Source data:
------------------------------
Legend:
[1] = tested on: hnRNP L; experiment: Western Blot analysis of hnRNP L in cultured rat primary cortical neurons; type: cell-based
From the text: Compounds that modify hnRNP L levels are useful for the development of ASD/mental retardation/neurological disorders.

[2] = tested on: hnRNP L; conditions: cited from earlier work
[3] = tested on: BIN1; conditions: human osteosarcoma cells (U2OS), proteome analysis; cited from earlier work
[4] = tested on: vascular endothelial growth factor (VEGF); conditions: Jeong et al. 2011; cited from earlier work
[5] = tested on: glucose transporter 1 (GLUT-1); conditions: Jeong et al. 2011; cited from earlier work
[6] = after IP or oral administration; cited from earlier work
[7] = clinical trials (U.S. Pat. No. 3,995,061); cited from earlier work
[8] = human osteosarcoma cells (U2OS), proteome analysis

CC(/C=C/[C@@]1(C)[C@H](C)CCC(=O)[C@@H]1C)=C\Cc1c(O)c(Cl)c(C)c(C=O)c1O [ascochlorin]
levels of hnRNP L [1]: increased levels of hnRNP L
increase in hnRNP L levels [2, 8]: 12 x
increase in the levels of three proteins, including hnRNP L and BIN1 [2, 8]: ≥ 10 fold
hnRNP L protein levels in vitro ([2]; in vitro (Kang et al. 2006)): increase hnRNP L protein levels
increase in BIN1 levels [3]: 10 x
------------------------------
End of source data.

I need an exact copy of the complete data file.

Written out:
Legend:
[1] = tested on: hnRNP L; experiment: Western Blot analysis of hnRNP L in cultured rat primary cortical neurons; type: cell-based
From the text: Compounds that modify hnRNP L levels are useful for the development of ASD/mental retardation/neurological disorders.

[2] = tested on: hnRNP L; conditions: cited from earlier work
[3] = tested on: BIN1; conditions: human osteosarcoma cells (U2OS), proteome analysis; cited from earlier work
[4] = tested on: vascular endothelial growth factor (VEGF); conditions: Jeong et al. 2011; cited from earlier work
[5] = tested on: glucose transporter 1 (GLUT-1); conditions: Jeong et al. 2011; cited from earlier work
[6] = after IP or oral administration; cited from earlier work
[7] = clinical trials (U.S. Pat. No. 3,995,061); cited from earlier work
[8] = human osteosarcoma cells (U2OS), proteome analysis

CC(/C=C/[C@@]1(C)[C@H](C)CCC(=O)[C@@H]1C)=C\Cc1c(O)c(Cl)c(C)c(C=O)c1O [ascochlorin]
levels of hnRNP L [1]: increased levels of hnRNP L
increase in hnRNP L levels [2, 8]: 12 x
increase in the levels of three proteins, including hnRNP L and BIN1 [2, 8]: ≥ 10 fold
hnRNP L protein levels in vitro ([2]; in vitro (Kang et al. 2006)): increase hnRNP L protein levels
increase in BIN1 levels [3]: 10 x